Art scene in Indonesia

Indonesia has a large melange of cultures that has proven to be a hothouse for artists. It has more than 1,700 islands, some 300 languages and a religious mixture of Islam (the country has the largest population of Muslims in the world), Hinduism, Buddhism and Christianity.

Historically Indonesia has been a meeting point of cultures and kingdoms with influences from Indian Sanskrit to Arabic, Chinese, Latin and Dutch.

Art has always played a strong role in the country — from historical Balinese carving techniques to the work of expatriate European artists in the 1930s who helped fuel Indonesia’s modernist movement. After independence in 1945, the country’s first president, Sukarno, who admired art, established art schools in Bandung and Yogyakarta, also known as Jogja or Yogya. Under the Suharto regime, from the 1960s to the 1990s, art and political involvement were suppressed. Today, artists enjoy a new freedom to explore politics, sexuality and identity in their art.

Yogya is today one of the most important places of the contemporary art scene in Indoensia. The city has the most impressive number of artists studio in Indonesia.

Not far from Yogya in Magelang, a wonderful collector Dr. Oei Hong Djien opened recently OHD Museum, a private modern and contemporary art museum (see picture). As a well-known art collector, curator, and advisor to The National Art Gallery, Singapore. Dr. Oei Hong Djien started his collections in early 1970s. Currently, with dr. Oei’s collection of more than 2000 artworks, ranging from paintings, sculptures, and installations from different time periods, OHD Museum provides a collection representing the essence of modern and contemporary Indonesian art.  The front piece of the Museum is an impressive large scale installation of the young talented Entang Wiharso, one of the rising star of the indonesian art scene. He will in fact be one of the five artists representing Indonesia at the coming Venice Biennale in June.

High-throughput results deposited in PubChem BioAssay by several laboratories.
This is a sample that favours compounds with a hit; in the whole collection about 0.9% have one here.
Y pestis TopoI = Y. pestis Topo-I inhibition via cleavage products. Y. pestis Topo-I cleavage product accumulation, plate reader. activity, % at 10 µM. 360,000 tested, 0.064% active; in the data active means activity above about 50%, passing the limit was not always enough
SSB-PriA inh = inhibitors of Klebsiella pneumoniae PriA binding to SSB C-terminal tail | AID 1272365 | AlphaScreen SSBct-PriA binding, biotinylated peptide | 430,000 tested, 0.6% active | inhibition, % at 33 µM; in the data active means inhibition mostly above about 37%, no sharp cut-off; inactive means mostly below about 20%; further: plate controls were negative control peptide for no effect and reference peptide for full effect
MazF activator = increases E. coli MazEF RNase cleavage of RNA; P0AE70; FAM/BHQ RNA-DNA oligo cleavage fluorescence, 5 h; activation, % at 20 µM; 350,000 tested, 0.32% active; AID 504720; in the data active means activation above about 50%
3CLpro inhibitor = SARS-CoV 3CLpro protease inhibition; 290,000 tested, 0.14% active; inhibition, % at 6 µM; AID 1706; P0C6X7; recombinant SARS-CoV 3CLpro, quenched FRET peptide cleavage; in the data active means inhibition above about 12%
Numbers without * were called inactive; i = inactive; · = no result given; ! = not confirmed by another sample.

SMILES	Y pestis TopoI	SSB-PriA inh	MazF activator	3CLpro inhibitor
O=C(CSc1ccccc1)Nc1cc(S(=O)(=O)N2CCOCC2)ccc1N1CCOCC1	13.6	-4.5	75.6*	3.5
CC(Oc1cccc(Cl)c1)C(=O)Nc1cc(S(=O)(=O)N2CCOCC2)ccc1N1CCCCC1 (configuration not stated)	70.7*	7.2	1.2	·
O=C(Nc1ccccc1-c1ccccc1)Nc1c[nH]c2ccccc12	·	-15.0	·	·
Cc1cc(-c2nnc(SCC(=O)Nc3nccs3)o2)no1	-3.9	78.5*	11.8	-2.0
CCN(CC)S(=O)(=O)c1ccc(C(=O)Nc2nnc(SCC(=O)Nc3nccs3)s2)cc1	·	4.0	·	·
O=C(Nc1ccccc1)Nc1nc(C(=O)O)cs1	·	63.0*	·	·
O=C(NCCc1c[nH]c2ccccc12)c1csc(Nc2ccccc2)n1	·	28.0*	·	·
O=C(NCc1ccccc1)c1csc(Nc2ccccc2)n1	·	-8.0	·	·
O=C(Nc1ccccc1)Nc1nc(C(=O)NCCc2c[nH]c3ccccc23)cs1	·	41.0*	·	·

The Pavilion will highlight five Indonesian artists examining issues like identity. They  will collaborate on a “magic”-themed exhibition. Indonesian artists have appeared in the biennale before, but this will be the first year that the country will present in its own pavilion. The five artists—Albert Yohan Setiawan, Sri Astari, Eko Nugroho, Entang Wiharso and Titarubi—work across a wide spectrum of media ranging from embroidery to fiberglass, and have primarily exhibited throughout Indonesia and Europe.
Let’s see what the future will make of these talented artists.